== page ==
Articles Tagged ‘Capitalism’

  • The Working Class: Saskatchewan’s Political Orphan

    Canadian Politics

    When Brad Wall’s Saskatchewan Party swept to power in 2007 the working class and its trade unions were already defeated, unwilling and unprepared to fight back. Wall commenced an assault on labour, rewriting all labour laws in a pro-capitalist direction and effectively banning strikes in the public sector. Wall essentially dared unions to go on strike.

  • China’s Pivot to World Markets, Washington’s Pivot to World Wars

    Asia

    While President Obama’s “pivot to Asia” has been largely a wasteful military strategy to encircle and intimidate China, Beijing’s “pivot to markets” has successfully enhanced its economic competitiveness. As a result, over the past decade, China’s growth rate is three times that of the US; and in the next decade China will double the US in ‘robotizing’ its productive economy.

  • Postal Banking and the Future of Canadian Public Services

    Canadian Business

    But with Postal Banking, the process can be reversed. Canadians don’t need to rely on capitalists to provide social necessities; Canadians don’t need to accept the erosion of economic democracy; and Canadians don’t need to accept a system of economic organization that provides basic services only when they are profitable.

  • Mel Hurtig and the renaissance of economic nationalism

    Canadian Politics

    Today, there is little support for economic nationalism among Canadian business. Conversely, there is little desire among the general population to protect Canadian firms that ultimately don’t want protection. Canadians want trade. But they also want to be protected from economic chaos and run their own show. They want to be masters in their own home.

  • A feminist case for Basic Income: An interview with Kathi Weeks

    Labour

    Making connections between the demand for basic income in a national context and the demand for more open borders is particularly important with a reform like basic income which, like many other reforms, risks becoming a kind of enclave benefit that could then help to fuel anti-immigrant sentiments and support for even more controls on cross-border travel and immigration.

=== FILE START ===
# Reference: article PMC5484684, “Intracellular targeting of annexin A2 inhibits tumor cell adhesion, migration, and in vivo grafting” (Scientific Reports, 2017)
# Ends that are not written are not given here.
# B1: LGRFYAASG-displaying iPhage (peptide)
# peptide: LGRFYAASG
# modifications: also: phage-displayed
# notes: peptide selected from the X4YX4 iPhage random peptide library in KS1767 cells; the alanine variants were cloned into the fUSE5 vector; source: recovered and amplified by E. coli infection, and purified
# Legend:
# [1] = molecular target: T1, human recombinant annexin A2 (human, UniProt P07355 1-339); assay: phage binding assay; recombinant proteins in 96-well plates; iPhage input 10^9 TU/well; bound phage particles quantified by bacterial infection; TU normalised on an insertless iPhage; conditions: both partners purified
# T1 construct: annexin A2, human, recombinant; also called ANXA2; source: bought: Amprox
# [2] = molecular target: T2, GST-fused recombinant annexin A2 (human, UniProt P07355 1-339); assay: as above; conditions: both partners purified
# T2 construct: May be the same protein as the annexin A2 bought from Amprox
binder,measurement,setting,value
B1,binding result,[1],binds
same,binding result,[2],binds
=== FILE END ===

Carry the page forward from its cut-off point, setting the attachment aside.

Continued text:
• Introduction: Basic Questions

    Labour

    But it was really in the 20th century, with the advent of automation and the ensuing reflections on the social impact, for good or ill, of productivity-boosting and labour-sparing technology, that an unconditional Basic Income began to be viewed as feasible, finding supporters in thinkers from Milton Friedman to Bertrand Russell to André Gorz.

  • Thousands to Meet in Montreal for World Social Forum

    Social Movements

    In recent years, the WSF has been buoyed by the popular demands for social justice and democracy in Southern Europe, North Africa and the Middle East, and even the United States (Occupy Wall Street). There is a growing awareness of the need to consider alternatives to policies that primarily benefit elites, as was evident in the U.S. with the Bernie Sanders campaign.

  • The 1 Percent’s Useful Idiots

    USA Politics

    It will require anger and courage. It is the greatest moral imperative before us. Those who do not defy the evil become its accomplice. We may not succeed. But we must be among those of whom future generations will say: They tried. They dared to dream. They dared to care. They dared to love. They enabled those who followed to press on in the struggle.

  • The Importance of Making Trouble: In conversation with Frances Fox Piven

    Social Movements

    Frances Fox Piven is Distinguished Professor of Political Science and Sociology at the City University of New York Graduate Center and past president of the American Sociological Association. She has co-authored, with her late husband Richard Cloward, classic studies of American politics, social welfare, and social movements, including Regulating the Poor (1971).

  • Postal Workers Confront Canada Post

    Labour

    Activists need to find ways to put pressure on the leaders of both public and private sector unions, insisting that they go beyond perfunctory statements of support, and even promises of financial assistance, to communicate the importance of the issues to their members and to commit significant resources to mobilizing concrete solidarity with postal workers.

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